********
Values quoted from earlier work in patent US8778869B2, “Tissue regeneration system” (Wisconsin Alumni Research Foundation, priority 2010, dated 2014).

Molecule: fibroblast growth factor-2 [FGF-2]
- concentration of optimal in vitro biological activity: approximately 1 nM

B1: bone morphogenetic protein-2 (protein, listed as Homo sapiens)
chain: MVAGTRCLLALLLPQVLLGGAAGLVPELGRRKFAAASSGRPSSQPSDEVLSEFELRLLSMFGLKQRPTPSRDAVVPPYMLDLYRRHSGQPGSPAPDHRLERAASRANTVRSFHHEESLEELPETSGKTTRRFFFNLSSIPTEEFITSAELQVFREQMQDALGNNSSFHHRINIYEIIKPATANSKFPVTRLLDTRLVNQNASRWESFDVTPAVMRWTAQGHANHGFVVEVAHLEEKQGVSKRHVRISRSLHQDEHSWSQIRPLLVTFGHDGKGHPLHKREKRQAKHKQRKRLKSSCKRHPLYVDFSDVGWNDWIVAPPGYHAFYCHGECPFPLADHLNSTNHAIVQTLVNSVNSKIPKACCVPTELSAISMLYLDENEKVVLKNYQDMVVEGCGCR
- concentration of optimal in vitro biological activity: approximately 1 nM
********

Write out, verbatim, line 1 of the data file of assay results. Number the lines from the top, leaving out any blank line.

Values quoted from earlier work in patent US8778869B2, “Tissue regeneration system” (Wisconsin Alumni Research Foundation, priority 2010, dated 2014).